Randy Boatright | CaringBridge

Randy Boatright

First post: 11/28/2016 Latest post: 12/22/2016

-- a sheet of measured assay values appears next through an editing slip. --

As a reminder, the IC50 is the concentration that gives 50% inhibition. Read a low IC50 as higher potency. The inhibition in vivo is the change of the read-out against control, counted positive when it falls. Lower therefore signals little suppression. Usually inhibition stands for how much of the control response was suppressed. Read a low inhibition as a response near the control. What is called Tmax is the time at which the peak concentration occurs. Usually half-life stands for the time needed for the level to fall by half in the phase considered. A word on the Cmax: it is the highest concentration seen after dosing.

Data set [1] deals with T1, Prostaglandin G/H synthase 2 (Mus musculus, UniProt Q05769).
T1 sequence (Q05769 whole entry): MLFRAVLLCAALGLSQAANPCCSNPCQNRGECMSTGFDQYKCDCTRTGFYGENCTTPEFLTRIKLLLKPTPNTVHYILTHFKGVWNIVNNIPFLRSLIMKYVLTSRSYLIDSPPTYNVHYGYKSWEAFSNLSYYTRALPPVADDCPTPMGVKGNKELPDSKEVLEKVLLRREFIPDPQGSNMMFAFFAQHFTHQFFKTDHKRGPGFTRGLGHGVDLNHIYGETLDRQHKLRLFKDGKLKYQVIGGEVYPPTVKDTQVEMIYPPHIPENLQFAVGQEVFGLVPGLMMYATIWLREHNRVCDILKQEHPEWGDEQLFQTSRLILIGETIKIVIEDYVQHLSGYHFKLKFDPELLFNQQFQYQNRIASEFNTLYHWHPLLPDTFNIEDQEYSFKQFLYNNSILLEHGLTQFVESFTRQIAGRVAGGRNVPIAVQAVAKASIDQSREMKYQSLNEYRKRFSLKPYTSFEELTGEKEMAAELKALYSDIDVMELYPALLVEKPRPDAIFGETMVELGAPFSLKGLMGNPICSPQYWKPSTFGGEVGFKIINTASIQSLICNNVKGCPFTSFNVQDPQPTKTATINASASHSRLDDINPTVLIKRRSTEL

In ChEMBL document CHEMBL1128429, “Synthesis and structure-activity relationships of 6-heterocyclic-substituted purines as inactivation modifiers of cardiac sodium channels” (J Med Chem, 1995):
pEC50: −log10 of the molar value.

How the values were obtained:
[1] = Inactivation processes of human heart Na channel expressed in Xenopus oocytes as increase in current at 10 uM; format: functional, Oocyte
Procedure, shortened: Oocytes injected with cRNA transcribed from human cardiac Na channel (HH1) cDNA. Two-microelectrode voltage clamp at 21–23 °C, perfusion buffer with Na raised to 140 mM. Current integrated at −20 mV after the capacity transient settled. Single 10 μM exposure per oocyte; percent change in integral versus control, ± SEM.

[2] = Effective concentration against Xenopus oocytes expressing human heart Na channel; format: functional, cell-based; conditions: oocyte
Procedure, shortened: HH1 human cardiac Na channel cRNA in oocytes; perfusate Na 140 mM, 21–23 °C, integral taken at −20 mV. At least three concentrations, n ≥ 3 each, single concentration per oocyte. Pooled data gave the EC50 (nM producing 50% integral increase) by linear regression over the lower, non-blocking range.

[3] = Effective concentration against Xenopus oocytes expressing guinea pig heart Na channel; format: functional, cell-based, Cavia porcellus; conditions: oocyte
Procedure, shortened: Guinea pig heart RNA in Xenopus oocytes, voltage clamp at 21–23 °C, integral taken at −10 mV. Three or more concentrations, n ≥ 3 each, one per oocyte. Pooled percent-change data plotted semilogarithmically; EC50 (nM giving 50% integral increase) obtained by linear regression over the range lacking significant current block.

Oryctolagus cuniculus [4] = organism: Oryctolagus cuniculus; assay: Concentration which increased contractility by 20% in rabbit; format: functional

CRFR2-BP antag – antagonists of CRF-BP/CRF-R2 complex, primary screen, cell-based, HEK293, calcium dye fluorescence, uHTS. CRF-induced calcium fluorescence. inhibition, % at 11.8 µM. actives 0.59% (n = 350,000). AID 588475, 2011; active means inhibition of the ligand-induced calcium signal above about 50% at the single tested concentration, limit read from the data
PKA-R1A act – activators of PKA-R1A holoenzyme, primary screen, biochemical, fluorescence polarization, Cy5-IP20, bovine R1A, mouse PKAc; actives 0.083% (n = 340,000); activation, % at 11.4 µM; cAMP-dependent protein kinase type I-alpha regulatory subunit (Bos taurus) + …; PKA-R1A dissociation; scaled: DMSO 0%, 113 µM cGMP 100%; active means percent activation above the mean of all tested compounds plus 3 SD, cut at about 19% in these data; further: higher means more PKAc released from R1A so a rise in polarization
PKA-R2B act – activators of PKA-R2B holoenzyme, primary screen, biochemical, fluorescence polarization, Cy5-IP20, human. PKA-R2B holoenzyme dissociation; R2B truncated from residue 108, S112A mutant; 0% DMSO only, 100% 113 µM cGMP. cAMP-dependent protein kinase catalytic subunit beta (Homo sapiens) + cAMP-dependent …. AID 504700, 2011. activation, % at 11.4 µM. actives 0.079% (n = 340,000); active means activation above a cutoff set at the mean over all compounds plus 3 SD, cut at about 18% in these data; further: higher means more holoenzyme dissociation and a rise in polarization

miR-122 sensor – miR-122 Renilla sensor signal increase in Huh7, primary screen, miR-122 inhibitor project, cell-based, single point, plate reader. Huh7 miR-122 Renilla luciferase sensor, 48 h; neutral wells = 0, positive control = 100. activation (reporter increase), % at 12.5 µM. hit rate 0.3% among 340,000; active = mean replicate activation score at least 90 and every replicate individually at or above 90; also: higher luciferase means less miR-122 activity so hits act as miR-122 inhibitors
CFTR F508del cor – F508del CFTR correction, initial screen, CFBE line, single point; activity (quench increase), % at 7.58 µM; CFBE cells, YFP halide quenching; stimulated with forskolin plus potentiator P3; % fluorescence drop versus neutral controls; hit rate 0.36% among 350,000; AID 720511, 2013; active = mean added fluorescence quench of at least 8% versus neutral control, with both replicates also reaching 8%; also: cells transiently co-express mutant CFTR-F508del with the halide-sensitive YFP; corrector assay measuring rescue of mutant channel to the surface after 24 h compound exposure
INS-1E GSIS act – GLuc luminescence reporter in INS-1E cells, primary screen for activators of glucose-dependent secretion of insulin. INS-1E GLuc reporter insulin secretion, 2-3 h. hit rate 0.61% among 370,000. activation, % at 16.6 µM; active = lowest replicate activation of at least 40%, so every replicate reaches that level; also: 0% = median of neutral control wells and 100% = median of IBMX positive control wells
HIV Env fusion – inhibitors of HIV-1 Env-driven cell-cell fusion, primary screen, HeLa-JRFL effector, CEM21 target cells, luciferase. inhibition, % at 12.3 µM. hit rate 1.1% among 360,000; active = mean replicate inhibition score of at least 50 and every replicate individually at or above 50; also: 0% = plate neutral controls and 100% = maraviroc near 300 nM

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About three weeks ago Randy started noticing pain and numbness in his left finger and thumb.  He went into the emergency room in Breckenridge and they said he had a clot and no radial pulse in his left hand.  He was sent from there to Sanford where he spent about 3 days hospitalized on pain meds and blood thinners.  Ultrasound showed a clot in his radial artery from his elbow all the way down to his finger tip.  He was sent home on pain meds and blood thinners that were supposed to help clear the blood clot and increase blood flow to the hand.  He was to follow up with his primary doctor at the VA.  The pain had not decreased in the following 2 weeks and the finger and thumb kept getting increasingly blacker.  Sunday night the 20th the pain was so bad he threw up blood.  He refused to go to ER saying he would go in the morning but later that evening he passed out and had bloody stools as well.  He was brought to the VA emergency room where he was found to have a GI bleed with low hemaglobin levels. He was taken from there to Sanford by ambulance.  They reversed the effects of the blood thinners, gave him a unit of blood, and did a upper and lower endoscopy to try to find the bleed.  They were not able to find the source of the bleed that way so did a CT scan and found a tumor on his pancreas as well as what looked like multiple metastatic lesions in his liver and possibly his spleen.  A blood sample for pancreatic cancer markers was taken and was 12,000. Tuesday morning Cindy was told it looked like he had pancreatic cancer, but they would not say for sure until biopsy results were back.  Since Randy had continued to be on blood thinners and getting blood the biopsy could not be done until Wednesday. The results came back Saturday that it was indeed stage 4 pancreatic cancer with mets to other organs.  This diagnosis does not have a cure or very promising prognosis. At this time the doctors have said without any treatment to slow the cancer growth his outlook would be about 3 to 6 months.  Chemotherapy treatment is unable to cure this cancer, but may be able to slow the progression of the disease. Depending on how he responds to the chemotherapy he may have more time and we will take each day as it comes.  He started his first run of chemotherapy at Sanford today, Sunday November 27th.  Family has spent a lot of time at the hospital with him. He has good moments and hard moments between pain and disbelief.  At times he does not want visitors and other times he is in better spirits and would like to see friends and family.  It is hard to keep everyone informed, but we will try to keep up on this site so everyone can know how things are going.  At this time they are trying to control pain, monitor for bleeding, and starting the chemotherapy treatments with as minimal side effects as possible.  Feel free to update, share information, or thoughts in the journal portion of this site. Thank you to everyone who loves and cares about Randy and his family.

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